cw: The US Supreme Court has ideological factions. Does the SJC?

marshall: The names [of justices on majority and dissenting opinions] change all the time. I never know where my colleagues are going to come out, which is part of the fun. It doesn’t matter if it’s a civil case, a criminal case, or a domestic case, I never know who I’m going to persuade to be with me or who I’m going to agree with. I don’t think there’s anybody on this court who is pro law enforcement, or pro press, or pro management. You just don’t know.

cw: There really are no ideological splits?

marshall: The Massachusetts Constitution, which was the model for the federal Constitution, gives the governor the right to nominate anybody that the governor chooses to any judicial position. As a practical matter, since Gov. Francis Sargent, every governor has used what is in effect a merit selection panel by executive order. It’s not required by the constitution. It’s almost impossible to tell whether a justice has been appointed to the court by a Republican governor or Democratic governor based on the decisions. [Marshall was appointed to the court by Gov. William Weld and named the chief by Gov. Paul Cellucci.]

cw: Do governors ever ask you for your opinion on whom to appoint?

marshall: Yes, and I never tell them. Never.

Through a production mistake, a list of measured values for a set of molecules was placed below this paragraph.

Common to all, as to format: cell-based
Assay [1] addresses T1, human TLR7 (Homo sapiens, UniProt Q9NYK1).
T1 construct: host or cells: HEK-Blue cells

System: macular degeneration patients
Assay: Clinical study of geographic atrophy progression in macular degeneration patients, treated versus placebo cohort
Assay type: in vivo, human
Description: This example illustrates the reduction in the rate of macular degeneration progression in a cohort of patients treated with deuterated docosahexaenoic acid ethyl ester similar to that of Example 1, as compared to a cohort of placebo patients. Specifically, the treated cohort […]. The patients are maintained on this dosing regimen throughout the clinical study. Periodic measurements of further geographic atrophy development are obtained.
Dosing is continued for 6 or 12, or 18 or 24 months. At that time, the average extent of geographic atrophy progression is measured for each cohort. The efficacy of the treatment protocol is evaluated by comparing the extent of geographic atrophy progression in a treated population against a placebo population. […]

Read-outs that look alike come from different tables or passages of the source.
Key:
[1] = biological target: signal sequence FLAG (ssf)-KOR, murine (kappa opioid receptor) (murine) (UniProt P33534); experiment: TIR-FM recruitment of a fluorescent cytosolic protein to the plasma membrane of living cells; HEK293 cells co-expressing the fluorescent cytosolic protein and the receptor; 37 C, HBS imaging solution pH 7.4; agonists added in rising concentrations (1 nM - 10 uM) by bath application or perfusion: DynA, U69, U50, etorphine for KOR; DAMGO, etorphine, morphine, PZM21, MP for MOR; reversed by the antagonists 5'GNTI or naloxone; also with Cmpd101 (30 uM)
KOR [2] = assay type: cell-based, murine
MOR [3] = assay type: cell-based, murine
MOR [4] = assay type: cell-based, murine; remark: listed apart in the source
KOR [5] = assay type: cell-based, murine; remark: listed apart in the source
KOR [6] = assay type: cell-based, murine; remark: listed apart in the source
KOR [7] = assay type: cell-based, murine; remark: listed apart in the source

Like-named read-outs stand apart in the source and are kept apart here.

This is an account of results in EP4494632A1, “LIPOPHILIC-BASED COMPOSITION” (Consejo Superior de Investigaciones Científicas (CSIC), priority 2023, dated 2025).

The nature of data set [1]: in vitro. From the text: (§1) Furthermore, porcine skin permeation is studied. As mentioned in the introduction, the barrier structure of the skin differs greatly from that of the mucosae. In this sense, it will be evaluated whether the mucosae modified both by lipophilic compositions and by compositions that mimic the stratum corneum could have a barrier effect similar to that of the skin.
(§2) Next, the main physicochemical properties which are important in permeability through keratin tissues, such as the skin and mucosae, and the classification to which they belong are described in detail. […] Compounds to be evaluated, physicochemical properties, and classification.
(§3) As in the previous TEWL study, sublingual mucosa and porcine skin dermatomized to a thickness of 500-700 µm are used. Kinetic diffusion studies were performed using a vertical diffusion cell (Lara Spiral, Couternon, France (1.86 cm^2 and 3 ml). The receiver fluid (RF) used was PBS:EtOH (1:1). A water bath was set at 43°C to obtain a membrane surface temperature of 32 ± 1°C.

cw: Do they all ask you?

marshall: The governor’s legal counsel may ask me my views on particular people. If I have them, I’m happy to express them. But I always wait to be asked. With appointments to this court, I have always taken the view that that is absolutely the governor’s choice. I do not want to be suggesting Candidate A rather than Candidate B and then getting Candidate B. I just think that would be very awkward.

cw: In one of your recent speeches, you talked about the Quock Walker case, in which the SJC ruled some 90 years before the Civil War that slavery violated the Massachusetts Constitution. Do you think that your ruling on same-sex marriage will be looked back on as equally momentous?

marshall: I don’t know the answer to that. I also don’t know if there are other cases that, when the history is written, people will say that was a groundbreaking case. But the slavery case was obvious. It was such a marked shift.

cw: And you don’t think your ruling that the Massachusetts Constitution allows same-sex marriages represents a similar marked shift?

marshall: I don’t think or not think. History just has to play itself out.

cw: Are you following what’s been going on in California, Maine, and New York, where opponents of same-sex marriage have scored victories at the ballot box or in the legislature?